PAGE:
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Tuesday, November 19, 2019  Spokane, Washington  Est. May 19, 1883
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Washington’s new Fish and Wildlife Police chief hails from Alaska

Steve Bear was named Chief of Washington Department of Fish and Wildlife Police on Sept. 1, 2017. (Washington Department of Fish and Wildlife)
Steve Bear was named Chief of Washington Department of Fish and Wildlife Police on Sept. 1, 2017. (Washington Department of Fish and Wildlife)

WILDLIFE ENFORCEMENT -- A retired head of fish and wildlife enforcement from Alaska has become the new chief of the Washington Department of Fish and Wildlife Law Enforcement Program.

Steve Bear stepped into the Washington position on Sept. 1. He had retired as Colonel for the Alaska Wildlife Troopers after serving a total of 27 years in Alaska public safety roles. He was sworn in at the state Fish and Wildlife Commission meeting in Port Angeles on Friday.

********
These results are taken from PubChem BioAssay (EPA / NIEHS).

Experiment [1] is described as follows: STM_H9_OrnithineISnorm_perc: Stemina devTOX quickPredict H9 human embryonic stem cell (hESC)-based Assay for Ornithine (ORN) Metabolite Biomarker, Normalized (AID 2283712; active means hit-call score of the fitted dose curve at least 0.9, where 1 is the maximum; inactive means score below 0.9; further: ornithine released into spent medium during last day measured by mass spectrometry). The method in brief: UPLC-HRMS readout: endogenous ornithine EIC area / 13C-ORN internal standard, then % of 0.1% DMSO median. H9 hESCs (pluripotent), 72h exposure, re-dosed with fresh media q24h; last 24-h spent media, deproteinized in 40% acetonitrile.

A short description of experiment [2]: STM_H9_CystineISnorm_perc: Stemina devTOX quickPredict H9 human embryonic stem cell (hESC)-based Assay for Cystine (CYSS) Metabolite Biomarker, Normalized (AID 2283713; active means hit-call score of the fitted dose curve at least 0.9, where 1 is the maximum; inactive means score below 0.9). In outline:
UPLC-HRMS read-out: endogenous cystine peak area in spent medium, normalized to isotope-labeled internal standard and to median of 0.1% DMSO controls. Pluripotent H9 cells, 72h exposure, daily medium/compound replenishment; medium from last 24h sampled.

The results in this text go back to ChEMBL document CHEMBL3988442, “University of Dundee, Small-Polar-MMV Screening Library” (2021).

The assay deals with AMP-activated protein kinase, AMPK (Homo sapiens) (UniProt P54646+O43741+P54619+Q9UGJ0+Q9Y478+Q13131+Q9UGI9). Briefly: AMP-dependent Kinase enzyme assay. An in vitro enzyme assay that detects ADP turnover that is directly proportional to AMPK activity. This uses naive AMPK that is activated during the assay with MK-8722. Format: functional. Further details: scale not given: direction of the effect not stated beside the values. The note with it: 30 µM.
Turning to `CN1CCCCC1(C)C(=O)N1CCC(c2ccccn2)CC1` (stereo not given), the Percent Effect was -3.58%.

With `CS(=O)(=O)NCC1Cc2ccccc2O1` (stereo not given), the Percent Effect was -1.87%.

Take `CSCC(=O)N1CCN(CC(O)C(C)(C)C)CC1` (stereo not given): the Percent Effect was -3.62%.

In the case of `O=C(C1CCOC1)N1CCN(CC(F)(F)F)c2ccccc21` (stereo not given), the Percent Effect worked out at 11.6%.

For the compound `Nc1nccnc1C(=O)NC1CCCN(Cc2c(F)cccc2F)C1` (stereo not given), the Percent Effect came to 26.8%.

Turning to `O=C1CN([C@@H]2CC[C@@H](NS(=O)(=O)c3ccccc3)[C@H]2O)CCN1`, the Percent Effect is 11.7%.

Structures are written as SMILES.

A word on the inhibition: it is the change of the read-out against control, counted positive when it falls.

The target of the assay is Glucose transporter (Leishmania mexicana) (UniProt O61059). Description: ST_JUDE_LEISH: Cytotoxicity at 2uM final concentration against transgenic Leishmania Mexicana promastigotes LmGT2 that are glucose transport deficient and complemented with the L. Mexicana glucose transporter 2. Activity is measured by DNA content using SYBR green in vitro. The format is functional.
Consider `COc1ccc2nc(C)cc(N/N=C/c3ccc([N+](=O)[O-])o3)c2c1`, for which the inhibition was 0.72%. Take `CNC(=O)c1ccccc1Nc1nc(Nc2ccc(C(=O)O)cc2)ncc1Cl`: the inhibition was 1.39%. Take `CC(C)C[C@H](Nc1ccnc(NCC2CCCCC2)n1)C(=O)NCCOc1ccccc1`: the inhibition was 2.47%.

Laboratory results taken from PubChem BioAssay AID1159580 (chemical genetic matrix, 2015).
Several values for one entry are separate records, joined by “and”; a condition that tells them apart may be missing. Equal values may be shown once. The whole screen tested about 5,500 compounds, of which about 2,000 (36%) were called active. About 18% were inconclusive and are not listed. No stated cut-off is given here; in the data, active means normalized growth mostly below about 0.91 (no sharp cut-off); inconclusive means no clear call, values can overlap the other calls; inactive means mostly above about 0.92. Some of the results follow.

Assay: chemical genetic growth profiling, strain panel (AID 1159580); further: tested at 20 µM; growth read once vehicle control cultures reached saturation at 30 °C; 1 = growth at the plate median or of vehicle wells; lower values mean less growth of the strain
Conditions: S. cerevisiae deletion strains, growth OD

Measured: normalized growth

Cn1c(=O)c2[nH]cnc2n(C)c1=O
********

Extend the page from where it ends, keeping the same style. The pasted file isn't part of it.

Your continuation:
"In 2015, he oversaw 84 full-time wildlife troopers and 47 civilian employees," reports Andy Walgamott of Northwest Sportsman. "At his new post in Olympia, Bear will oversee a staff of 156 WDFW employees, including 130 commissioned officers."

“Growing up hunting, fishing, and trapping, I developed a strong sense of just how important natural resources are to everyone,” Bear said in a statement. “What draws me to this line of work is the idea of protecting those resources for this generation and future generations.”

Bear replaces Steve Crown, who left WDFW in 2016 to head the Wenatchee Police Department.

WDFW Capt. Chris Anderson served as interim chief while the search for a replacement was conducted.



Rich Landers
Rich Landers joined The Spokesman-Review in 1977. He is the Outdoors editor for the Sports Department writing and photographing stories about hiking, hunting, fishing, boating, conservation, nature and wildlife and related topics.

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